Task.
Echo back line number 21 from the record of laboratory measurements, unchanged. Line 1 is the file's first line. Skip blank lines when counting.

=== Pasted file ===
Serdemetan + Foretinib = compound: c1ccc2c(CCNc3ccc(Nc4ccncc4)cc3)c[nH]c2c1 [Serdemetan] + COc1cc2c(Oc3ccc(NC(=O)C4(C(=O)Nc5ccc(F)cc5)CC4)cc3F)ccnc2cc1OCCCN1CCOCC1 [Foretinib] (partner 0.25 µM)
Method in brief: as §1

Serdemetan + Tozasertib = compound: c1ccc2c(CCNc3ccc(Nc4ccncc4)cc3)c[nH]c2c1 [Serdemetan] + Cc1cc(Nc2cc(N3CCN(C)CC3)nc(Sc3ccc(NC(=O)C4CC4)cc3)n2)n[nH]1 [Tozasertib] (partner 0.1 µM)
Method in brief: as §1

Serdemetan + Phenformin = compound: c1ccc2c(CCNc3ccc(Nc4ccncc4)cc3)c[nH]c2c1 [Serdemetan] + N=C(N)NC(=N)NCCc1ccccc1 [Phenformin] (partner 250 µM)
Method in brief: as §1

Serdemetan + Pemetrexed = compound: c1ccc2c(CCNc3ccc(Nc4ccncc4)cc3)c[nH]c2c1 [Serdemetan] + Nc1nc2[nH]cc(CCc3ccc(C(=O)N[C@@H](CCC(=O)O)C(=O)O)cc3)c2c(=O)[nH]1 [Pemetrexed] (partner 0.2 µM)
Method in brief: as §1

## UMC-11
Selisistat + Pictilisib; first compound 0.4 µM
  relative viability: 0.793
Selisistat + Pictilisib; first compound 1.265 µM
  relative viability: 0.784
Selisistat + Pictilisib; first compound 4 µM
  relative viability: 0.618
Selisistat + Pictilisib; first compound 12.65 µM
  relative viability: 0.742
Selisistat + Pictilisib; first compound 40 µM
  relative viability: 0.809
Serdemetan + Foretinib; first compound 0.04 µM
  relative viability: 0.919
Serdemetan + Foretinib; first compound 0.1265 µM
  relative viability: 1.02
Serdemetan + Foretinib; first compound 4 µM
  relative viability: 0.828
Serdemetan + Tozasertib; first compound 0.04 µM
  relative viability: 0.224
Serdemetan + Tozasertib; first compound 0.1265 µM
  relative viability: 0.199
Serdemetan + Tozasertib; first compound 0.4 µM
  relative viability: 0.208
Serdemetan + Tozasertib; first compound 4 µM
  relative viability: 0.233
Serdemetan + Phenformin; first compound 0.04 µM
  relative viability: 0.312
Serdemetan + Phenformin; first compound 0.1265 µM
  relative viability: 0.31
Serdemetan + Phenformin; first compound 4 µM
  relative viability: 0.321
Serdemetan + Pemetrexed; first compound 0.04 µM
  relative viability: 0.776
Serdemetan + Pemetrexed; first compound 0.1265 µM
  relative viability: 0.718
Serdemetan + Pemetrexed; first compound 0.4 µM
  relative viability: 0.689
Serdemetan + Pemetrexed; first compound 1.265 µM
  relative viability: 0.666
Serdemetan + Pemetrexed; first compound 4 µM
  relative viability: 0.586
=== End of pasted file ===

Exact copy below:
  relative viability: 0.919